Last week, Glenn Beck had Eric Schmidt, Executive Chairman of Google, and Jared Cohen, Founder and Director of Google Ideas, on his program for a spirited discussion on their book ”The New Digital Age,” which comes out in paperback today.

The New Digital Age

During their conversation, Beck and the Google executives discussed a wide variety of topics — from flying cars to the Constitution — focusing on the interplay between technological advancement, privacy and security.

One of the technological innovations that Beck believes is useful for understanding the collective consciousness is the “popular notes” feature of Amazon’s Kindle. To that end, we thought compiling the most popular passages from Schmidt and Cohen’s book would prove an apt way to preview the major themes of their work, and provide crowd-sourced insight into the most striking takeaways from the book.

As such, below are the most highlighted passages from “The New Digital Age,” in order from most to least highlights.

Personalization

“On the world stage, the most significant impact of the spread of communication technologies will be the way they help reallocate the concentration of power away from states and institutions and transfer it to individuals.”

Civilizational advance

“By 2025, the majority of the world’s population will, in one generation, have gone from having virtually no access to unfiltered information to accessing all of the world’s information through a device that fits in the palm of the hand.”

Identity

“Identity will be the most valuable commodity for citizens in the future, and it will exist primarily online.”

Anarchy

“The Internet is the largest experiment involving anarchy in history. Hundreds of millions of people are, each minute, creating and consuming an untold amount of digital content in an online world that is not truly bound by terrestrial laws.”

Loss of privacy

“The impact of this data revolution will be to strip citizens of much of their control over their personal information in virtual space, and that will have significant consequences in the physical world.”

Dissonance between technology and geopolitics

“In the months following our [Schmidt and Cohen's] trip [to Iraq], it became clear to us that there is a canyon dividing people who understand technology and people charged with addressing the world’s toughest geopolitical issues, and no one has built a bridge.”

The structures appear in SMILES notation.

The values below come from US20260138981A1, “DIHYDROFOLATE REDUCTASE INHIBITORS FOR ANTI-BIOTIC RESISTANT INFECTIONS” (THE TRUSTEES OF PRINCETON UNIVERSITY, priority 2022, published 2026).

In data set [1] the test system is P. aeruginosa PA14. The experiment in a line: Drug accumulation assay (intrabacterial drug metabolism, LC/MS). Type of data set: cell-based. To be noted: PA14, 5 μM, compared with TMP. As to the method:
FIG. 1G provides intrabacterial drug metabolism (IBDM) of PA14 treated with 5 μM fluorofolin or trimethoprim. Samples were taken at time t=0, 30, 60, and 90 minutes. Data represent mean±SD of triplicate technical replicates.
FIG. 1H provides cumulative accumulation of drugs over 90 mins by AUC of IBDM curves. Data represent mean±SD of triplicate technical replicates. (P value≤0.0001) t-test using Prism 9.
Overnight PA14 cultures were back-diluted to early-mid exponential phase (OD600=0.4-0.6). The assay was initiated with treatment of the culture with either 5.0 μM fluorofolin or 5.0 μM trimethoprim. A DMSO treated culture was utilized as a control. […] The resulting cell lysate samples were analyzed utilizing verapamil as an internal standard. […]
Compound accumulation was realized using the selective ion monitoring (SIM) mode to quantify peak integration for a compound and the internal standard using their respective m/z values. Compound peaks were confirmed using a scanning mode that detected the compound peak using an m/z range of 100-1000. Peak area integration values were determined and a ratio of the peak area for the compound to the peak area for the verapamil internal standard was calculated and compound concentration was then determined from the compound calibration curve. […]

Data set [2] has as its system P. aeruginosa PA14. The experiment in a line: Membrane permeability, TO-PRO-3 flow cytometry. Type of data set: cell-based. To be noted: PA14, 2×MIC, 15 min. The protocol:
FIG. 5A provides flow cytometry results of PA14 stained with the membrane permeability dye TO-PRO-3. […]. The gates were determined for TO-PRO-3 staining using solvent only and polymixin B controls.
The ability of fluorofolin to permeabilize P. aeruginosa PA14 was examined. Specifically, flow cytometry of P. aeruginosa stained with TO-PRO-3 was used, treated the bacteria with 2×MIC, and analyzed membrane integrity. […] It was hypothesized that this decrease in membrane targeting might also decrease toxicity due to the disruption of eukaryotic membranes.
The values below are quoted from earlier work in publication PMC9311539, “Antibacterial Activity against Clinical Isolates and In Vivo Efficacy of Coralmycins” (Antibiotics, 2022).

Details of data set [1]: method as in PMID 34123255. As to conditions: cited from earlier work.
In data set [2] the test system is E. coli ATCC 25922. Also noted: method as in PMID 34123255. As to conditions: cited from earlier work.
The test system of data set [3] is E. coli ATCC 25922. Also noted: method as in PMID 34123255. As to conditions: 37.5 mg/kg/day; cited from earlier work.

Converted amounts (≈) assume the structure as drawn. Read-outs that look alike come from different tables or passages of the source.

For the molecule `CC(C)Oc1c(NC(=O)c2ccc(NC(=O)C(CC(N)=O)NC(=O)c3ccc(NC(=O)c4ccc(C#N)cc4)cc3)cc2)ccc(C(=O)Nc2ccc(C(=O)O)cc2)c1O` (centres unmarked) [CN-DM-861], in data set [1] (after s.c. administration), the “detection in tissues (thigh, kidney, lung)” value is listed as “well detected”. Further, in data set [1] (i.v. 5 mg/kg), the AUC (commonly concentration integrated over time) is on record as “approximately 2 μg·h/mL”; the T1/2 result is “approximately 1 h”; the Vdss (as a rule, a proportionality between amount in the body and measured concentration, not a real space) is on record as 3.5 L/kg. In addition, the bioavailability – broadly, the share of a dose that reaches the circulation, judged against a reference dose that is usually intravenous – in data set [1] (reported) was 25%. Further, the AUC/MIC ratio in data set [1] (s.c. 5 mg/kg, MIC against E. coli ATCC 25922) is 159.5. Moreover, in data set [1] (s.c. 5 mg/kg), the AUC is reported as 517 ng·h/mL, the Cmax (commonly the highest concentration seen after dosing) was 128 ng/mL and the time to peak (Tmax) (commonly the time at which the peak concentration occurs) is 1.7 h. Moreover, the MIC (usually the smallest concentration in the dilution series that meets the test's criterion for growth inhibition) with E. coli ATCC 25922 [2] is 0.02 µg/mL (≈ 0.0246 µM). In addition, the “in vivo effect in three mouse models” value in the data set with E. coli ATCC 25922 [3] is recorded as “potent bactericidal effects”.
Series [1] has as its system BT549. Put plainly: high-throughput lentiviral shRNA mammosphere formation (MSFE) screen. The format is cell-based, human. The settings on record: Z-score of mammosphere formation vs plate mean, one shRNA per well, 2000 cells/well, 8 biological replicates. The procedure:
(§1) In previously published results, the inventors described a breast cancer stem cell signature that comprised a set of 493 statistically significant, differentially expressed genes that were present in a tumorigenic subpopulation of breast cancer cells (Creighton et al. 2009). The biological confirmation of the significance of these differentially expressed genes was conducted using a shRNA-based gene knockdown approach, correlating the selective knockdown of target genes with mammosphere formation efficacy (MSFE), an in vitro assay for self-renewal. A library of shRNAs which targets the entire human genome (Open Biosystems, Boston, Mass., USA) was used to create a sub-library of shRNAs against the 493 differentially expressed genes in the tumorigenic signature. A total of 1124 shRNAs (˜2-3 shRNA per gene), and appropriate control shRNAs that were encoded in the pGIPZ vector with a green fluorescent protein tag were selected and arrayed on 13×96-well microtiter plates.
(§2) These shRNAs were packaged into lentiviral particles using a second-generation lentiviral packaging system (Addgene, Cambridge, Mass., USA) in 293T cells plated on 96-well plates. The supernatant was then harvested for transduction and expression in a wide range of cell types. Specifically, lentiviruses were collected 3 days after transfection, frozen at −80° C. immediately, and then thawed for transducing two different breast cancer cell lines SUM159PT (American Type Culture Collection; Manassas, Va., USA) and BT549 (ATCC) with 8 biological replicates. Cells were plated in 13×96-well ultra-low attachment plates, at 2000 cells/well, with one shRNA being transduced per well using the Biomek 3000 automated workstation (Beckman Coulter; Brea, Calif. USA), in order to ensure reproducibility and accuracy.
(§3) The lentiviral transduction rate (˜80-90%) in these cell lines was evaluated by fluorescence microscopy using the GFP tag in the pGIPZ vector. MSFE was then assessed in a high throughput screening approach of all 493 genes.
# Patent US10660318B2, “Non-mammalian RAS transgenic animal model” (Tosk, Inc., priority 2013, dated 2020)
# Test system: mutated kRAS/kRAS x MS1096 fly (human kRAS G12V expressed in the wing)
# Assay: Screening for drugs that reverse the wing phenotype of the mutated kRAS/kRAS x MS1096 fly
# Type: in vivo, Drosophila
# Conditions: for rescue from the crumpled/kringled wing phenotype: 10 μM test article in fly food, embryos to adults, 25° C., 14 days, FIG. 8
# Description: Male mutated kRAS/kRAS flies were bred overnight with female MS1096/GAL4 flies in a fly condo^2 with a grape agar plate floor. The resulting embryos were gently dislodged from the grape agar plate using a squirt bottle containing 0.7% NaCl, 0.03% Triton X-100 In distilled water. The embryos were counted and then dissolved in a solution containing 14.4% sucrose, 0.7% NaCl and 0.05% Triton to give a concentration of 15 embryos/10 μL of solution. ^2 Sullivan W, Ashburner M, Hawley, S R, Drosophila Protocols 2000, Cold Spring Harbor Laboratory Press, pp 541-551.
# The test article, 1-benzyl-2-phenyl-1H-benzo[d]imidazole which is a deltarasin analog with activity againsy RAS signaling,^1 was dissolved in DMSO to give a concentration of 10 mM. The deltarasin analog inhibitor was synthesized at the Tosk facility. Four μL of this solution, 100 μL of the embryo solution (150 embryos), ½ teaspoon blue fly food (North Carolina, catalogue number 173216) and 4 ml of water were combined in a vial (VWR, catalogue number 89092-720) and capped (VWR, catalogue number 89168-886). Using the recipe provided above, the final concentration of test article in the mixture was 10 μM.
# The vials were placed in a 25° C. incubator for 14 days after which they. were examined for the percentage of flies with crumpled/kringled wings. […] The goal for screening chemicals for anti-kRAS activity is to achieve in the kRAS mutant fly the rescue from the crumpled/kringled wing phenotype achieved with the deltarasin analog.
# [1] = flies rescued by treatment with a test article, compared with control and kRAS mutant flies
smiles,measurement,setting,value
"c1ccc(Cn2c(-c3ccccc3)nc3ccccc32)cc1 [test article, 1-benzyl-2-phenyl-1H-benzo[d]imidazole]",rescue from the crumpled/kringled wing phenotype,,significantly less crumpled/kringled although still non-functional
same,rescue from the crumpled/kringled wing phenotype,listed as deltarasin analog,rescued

Virtual reality

“In this book we aim to demonstrate ways in which the virtual world can make the physical world better, worse or just different.”

Personalization and customization

“The key advance ahead is personalization. You’ll be able to customize your devices—indeed, much of the technology around you—to fit your needs, so that your environment reflects your preferences.”

Humans, not machines control our destiny

“This is a book about technology, but even more, it’s a book about humans, and how humans interact with, implement, adapt to and exploit technologies in their environment, now and in the future, throughout the world. Most of all, this is a book about the importance of a guiding human hand in the new digital age. For all the possibilities that communication technologies represent, their use for good or ill depends solely on people. Forget all the talk about machines taking over. What happens in the future is up to us.”

Don’t say (or type, or “like”) anything you don’t want on the front of the NYT

“Since information wants to be free, don’t write anything down you don’t want read back to you in court or printed on the front page of a newspaper, as the saying goes. In the future this adage will broaden to include not just what you say and write, but the websites you visit, who you include in your online network, what you “like,” and what others who are connected to you do, say and share.”

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